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Entered according to Act of Congress, in the year 1836, by the

In the District Clerk's Office of the District Court of Massachusetts.

POWER PRESS OF WILLIAM S. DAMRELL, 39 Washington Street, Boston.


THE following collection was made, at the suggestion of the respectable Association by whom it is published. It was at first intended, that it should consist of the materials of which this volume is composed, together with a selection of speeches in Congress, and articles in the North American Review, by the same author. It was found, on examination, that the addresses now submitted to the public would, of themselves, form a volume of ordinary size, and sufficient variety of matter. The collection has, accordingly, been confined to them, reserving for a future occasion, if deemed expedient, the preparation of another volume, to comprehend the speeches, essays, and other miscellaneous compositions not contained in this.

The orations and speeches contained in this volume, with the exception of the address delivered before the Massachusetts Agricultural Society, were printed at the time of their delivery; but advantage has been taken of the opportunity afforded by this republication, to revise and correct them, principally in matters of style.

It will be found, that some of the addresses, being on the same or similar occasions or subjects, exhibit a considerable similarity in the train of remark, and even

in the illustrations. This is particularly the case with the orations delivered at Concord and Lexington, on the 19th of April, 1825, and 1835. Such a similarity was scarcely to be avoided. The general plan of the two addresses is different, but they necessarily required some description of the same memorable incidents; and any attempt to avoid the repetition must have been at the sacrifice of topics consecrated to the occasion.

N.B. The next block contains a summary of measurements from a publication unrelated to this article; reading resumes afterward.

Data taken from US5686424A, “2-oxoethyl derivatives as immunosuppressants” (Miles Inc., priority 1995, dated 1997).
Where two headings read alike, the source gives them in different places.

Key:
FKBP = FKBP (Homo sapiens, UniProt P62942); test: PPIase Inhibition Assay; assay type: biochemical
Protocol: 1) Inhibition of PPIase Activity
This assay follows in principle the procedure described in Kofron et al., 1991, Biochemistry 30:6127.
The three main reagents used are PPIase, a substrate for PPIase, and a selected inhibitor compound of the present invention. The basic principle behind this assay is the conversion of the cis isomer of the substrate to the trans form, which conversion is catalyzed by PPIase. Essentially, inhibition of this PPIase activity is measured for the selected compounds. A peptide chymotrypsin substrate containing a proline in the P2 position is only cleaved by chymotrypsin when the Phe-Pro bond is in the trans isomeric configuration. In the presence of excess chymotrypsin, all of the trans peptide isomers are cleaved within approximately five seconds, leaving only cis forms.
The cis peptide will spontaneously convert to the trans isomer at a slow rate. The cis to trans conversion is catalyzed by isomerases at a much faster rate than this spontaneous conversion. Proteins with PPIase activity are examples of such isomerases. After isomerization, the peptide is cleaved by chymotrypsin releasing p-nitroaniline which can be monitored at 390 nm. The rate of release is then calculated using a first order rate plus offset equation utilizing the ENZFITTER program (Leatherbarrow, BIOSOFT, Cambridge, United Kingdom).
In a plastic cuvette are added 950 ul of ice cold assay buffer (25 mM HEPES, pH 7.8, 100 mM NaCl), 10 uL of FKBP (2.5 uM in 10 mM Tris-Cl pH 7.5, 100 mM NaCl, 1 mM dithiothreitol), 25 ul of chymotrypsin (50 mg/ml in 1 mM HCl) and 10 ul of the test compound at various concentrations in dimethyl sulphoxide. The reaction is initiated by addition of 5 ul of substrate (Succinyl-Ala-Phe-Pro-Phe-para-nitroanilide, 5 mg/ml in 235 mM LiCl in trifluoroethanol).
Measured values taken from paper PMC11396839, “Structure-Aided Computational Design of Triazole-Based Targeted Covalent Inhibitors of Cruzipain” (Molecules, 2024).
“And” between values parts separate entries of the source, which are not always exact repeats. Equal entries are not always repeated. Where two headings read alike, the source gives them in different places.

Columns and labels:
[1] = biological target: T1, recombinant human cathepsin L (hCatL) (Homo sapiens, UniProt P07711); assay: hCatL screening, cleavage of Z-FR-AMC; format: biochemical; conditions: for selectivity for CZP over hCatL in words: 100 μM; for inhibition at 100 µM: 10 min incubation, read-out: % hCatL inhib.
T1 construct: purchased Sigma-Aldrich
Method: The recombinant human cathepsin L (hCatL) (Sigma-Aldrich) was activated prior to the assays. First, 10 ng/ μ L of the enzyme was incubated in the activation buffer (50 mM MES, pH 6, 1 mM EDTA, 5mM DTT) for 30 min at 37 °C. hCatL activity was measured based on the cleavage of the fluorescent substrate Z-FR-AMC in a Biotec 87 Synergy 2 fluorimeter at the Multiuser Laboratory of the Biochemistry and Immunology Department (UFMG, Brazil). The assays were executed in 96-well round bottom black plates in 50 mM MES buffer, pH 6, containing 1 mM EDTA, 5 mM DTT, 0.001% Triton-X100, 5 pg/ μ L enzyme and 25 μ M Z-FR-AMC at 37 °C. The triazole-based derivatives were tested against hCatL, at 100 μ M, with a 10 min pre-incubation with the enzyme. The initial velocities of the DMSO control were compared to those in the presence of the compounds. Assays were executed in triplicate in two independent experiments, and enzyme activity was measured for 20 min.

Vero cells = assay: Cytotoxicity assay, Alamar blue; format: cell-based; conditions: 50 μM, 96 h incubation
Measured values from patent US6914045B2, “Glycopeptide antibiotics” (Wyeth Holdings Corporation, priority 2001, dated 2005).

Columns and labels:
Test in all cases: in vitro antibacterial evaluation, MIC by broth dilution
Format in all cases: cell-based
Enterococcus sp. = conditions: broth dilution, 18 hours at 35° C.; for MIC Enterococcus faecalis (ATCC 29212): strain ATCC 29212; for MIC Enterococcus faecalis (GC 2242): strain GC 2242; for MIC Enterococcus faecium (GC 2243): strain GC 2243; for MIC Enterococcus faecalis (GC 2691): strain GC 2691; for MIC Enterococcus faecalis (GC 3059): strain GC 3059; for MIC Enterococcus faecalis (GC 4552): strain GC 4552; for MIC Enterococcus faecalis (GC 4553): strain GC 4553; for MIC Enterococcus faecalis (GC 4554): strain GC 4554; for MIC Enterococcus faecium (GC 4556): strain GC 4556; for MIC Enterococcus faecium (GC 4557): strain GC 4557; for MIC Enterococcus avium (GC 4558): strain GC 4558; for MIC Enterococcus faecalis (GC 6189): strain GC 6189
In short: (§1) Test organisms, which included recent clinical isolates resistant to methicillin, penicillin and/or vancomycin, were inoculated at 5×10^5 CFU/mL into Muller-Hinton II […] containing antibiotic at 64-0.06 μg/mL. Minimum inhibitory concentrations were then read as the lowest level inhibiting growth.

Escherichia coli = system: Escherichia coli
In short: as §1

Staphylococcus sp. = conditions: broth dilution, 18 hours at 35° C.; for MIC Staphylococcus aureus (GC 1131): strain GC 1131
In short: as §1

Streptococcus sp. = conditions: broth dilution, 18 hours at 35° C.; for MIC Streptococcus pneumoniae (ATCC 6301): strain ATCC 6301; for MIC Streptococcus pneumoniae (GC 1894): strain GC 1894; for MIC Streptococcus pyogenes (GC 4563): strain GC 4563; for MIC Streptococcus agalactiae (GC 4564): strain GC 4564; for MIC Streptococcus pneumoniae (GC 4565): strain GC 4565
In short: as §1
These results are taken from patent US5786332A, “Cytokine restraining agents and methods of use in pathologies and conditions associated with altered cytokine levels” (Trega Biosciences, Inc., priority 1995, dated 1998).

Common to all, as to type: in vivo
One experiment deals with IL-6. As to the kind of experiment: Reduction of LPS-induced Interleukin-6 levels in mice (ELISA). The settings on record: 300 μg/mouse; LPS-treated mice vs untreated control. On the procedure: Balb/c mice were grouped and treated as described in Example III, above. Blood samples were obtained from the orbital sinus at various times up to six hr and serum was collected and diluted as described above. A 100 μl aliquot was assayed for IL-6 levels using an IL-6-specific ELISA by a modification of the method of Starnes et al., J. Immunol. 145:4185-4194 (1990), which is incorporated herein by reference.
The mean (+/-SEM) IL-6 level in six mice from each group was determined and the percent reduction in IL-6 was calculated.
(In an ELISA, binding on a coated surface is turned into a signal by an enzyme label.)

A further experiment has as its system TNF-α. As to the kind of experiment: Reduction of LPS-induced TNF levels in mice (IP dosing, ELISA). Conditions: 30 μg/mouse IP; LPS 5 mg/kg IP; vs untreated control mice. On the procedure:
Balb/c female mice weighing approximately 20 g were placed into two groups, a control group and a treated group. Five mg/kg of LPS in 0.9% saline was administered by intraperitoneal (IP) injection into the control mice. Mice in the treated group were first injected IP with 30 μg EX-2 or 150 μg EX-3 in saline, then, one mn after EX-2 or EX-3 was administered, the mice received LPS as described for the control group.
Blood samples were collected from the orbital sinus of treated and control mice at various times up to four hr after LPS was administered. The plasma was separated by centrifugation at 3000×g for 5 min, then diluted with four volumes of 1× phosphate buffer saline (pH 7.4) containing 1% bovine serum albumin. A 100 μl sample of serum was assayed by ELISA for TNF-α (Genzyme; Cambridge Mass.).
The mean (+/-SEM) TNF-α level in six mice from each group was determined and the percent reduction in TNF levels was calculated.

The author, being desirous, in submitting this collection to the public, to make a contribution to the literature of the country, which, however humble, might at least possess the negative merit of being inoffensive, the speeches delivered by him on political occasions have been excluded, and nothing of a party character has been knowingly admitted.

He is fully aware, that as the addresses which make up the volume were in their origin occasional, the collection of them cannot be expected to form a work of permanent interest and importance. It would be all he could hope, that they should be thought, at the time of their separate appearance, not to fall below the line. of the indulgence usually extended to performances of this character. He has been induced, more by the encouragement of partial friends, than his own judgment of their value, to submit them again to the public, in their present form.


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